Thursday, August 31, 2017

Let's Read: A Connecticut Yankee in King Arthur's Court (Ch.16)




In this chapter we encounter Morgan le Fay; it is also where we encounter redundancy.

If knights errant were to be believed, not all castles were desirable places to seek hospitality in. As a matter of fact, knights errant were not persons to be believed… It was simple: you discounted a statement ninety-seven percent; the rest was fact” (107).

                Really, not all castles are places of refuge? What makes you say that, after thinking the last one was a lunatic asylum? *rolls eyes*

                But, still, discounting anything, let alone a statement, by ninety-seven percent is a whole whopping slice of the fact. Like, if the doctor said to me, “Curtis, you have cancer in your ass; we have to operate immediately” but I had to discount that statement’s factual content by ninety-seven percent before I made a decision, I would probably just look for a new doctor.

                But, any ways, Protag-man and Kick-ass Woman, encounter a man with a plumed helm that wore a tabard, something which is supposed to call to mind street activists who wear planks on both sides of their chest and back, usually advertising some politically message of some kind. What is this bloke’s message? Well, soap, obviously.

That was a little idea of my own, and had several wholesale purposes in view toward the civilizing and uplifting of this nation. In the first place, it was a furtive, underhanded blow at this nonsense of knight errantry, though nobody suspected but me. […] [I] judged that by and by when they got numerous enough they [Knights] would begin to look ridiculous;
[…]
“Secondly, these missionaries would gradually… introduce rudimentary cleanliness among the nobility, and from them it would work down to the people, if the priests could be kept quiet. This would undermine the church. I mean would be a step to that. Next, education—next, freedom—and then she would begin to crumble.”

                I find this extremely amusing.

On one hand, it subverts the idea of a missionary, turning a theological concept into something far more practical—cleanliness. This, while, the new missionary is supposed to spread education while at the same time devaluing the knightly class by way of being both practical—what knights are not—and absurd looking, thus, the aesthetic of knights themselves become devalued. Ultimately, from all of this is supposed to form the embryo of an anti-Church plan.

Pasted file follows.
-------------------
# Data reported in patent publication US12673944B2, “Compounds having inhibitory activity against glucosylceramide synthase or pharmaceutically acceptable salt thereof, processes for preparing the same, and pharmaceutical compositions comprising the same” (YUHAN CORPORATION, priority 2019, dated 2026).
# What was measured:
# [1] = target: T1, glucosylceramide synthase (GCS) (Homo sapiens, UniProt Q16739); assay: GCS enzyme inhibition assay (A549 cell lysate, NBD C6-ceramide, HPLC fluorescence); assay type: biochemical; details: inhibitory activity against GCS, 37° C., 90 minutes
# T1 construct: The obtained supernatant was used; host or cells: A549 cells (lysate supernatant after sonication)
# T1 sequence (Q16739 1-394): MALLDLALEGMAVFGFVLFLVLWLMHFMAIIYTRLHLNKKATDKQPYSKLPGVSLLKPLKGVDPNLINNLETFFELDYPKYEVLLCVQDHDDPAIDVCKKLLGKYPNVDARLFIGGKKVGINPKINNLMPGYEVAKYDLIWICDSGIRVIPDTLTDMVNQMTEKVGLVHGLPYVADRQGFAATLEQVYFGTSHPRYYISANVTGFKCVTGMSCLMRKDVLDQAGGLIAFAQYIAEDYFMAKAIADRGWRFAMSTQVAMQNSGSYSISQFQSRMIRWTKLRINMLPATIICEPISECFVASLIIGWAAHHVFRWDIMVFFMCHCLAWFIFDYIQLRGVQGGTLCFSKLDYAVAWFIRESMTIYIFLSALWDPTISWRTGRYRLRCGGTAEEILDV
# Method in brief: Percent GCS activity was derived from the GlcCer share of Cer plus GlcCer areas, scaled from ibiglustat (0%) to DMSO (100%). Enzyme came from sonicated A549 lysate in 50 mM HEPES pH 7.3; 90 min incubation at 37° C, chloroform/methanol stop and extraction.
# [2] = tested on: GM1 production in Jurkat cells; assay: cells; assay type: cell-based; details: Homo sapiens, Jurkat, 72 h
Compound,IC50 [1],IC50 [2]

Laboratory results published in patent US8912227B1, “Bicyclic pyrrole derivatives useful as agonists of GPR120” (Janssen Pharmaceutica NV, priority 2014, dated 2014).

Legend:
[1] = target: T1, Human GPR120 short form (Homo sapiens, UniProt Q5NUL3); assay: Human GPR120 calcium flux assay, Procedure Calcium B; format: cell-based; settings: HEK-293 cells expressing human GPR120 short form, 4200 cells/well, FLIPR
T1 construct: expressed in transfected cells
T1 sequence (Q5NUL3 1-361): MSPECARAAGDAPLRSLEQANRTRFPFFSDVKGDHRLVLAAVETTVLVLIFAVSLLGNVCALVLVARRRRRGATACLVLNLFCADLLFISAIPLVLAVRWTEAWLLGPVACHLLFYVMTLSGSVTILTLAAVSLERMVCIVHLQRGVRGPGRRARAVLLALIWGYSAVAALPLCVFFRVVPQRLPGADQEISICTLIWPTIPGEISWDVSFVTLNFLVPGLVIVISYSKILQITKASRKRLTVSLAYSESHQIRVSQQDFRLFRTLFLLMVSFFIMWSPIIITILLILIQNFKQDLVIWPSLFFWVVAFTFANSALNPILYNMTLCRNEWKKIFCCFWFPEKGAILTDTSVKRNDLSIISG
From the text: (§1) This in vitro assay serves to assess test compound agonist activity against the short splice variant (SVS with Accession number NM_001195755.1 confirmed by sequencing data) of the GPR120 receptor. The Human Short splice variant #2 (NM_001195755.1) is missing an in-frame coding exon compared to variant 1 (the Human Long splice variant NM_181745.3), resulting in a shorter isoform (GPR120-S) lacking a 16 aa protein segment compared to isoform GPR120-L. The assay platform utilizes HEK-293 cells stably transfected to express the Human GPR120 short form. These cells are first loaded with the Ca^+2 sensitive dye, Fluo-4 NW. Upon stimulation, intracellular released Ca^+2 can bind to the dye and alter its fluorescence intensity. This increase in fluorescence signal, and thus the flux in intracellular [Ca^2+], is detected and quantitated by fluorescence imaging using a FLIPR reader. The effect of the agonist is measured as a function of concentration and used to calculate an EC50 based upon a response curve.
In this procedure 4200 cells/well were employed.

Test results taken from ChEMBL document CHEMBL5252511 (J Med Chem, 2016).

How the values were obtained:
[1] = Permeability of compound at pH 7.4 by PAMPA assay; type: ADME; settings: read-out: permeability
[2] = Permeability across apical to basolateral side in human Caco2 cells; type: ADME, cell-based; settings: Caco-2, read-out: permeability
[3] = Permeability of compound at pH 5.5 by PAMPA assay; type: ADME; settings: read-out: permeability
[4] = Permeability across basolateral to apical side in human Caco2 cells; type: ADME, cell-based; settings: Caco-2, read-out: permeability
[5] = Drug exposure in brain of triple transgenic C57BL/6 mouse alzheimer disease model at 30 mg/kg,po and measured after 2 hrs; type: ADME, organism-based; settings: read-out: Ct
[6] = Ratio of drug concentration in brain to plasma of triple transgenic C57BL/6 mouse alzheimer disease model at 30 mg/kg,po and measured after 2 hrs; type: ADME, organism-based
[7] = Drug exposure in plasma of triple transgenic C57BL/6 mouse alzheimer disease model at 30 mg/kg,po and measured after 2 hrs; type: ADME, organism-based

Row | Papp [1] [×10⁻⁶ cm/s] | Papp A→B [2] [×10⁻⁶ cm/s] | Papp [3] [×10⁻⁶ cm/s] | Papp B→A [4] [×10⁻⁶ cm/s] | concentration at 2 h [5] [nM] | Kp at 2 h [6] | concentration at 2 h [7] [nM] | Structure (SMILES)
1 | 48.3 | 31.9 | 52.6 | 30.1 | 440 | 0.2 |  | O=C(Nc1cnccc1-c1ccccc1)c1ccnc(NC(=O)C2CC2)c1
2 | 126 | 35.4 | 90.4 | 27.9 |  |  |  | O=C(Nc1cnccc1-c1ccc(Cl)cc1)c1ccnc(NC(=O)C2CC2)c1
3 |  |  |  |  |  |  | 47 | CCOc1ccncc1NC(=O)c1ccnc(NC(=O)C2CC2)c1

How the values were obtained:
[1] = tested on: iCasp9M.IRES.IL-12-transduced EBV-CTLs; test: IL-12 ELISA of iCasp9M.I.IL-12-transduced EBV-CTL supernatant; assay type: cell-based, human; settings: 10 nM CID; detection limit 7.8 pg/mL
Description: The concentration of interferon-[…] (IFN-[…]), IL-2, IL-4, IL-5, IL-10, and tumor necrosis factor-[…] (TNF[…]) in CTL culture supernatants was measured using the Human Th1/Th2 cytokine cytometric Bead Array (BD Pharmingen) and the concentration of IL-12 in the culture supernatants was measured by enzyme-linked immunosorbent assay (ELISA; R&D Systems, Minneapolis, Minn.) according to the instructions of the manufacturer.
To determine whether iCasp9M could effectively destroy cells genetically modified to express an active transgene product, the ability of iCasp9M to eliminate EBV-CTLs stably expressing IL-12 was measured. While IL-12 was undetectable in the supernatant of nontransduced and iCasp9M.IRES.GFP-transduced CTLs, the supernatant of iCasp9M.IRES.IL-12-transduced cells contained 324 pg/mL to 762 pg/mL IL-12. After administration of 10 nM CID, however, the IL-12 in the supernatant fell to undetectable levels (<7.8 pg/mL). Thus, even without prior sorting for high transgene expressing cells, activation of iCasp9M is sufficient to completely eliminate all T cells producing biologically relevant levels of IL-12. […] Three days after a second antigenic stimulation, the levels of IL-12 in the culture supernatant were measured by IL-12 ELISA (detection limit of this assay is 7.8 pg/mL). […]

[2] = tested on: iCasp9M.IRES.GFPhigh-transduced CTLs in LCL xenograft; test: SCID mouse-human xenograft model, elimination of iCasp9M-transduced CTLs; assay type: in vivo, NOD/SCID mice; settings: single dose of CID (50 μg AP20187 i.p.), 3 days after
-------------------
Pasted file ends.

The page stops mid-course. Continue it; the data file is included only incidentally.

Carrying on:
As I said, brilliant!

It being my conviction that any established church is an established crime” (108).

                I may have to start using this quote in more pieces. Awesome.

Protag-man’s soap missionaries are instructed to wash every knight errant that they meet. Then there is this elaborate charade with lords and saintly hermits which are supposed to convince the ruling class that their soap is worth using. It is an amusing take on how to sustain anachronisms. Oh, Protag-man also complains about complaints against his soap factory. Weird.

This missionary knight’s name was Le Cote Male Taile, and he said that this castle was the abode of Morgan Le Fay, Sister of King Arthur, and wife of King Uriens, monarch of a realm about as big as the District of Columbia—you could stand in the middle of it and throw bricks into the next kingdom. ‘Kings’ and ‘kingdoms’ were as thick in Britain as they had been in little Palestine in Joshua’s time, when people had to sleep with their knees pulled up because they couldn’t stretch out without a passport” (109).

                Ah, I was wondering when Morgan Le Fay would show up. Will she be cruel and despotic? Well, let’s see.

But first, I love the ability of Twain to make these parallels. But also his funny descriptions—not being able to stretch because your feet or arms would need a passport. That certainly paints a vivid description at just how thick the kingdoms are! LOL

All of her ways were wicked, all her instincts devilish. She was loaded to the eyelids with malice. All her history was black with crime; and among her crimes, murder was common. I was most curious to see her; as curious as I could be to see Satan” (110).

I again love the description that Twain paints for us. He really has a way with words. But I am going to try and stop gushing now because it doesn’t add anything to the let’s read.

Protag-man chats with an incredibly youthful Le Fay. She seems very pretty and nice but quickly slaughters a servant for no particular reason, other than Twain needing to demonstrate her evilness. Obviously, it is Morgan who wears the pants in the castle, everyone else—including her husband—being along for the ride.

At any rate, she orders our ciphers into the dungeon. But, Sandy continues to demonstrate her baddassery by pointing out to Morgan that Protag-man is ‘The Boss’. Morgan then gushes with praise trying to clear up her atrocious behavior, singing out loud that she was just trying to goad a trick on Protag-man’s part when she ordered them to be brought to the dungeon. After all, Protag-man, conqueror of Merlin, is one who knows many tricks!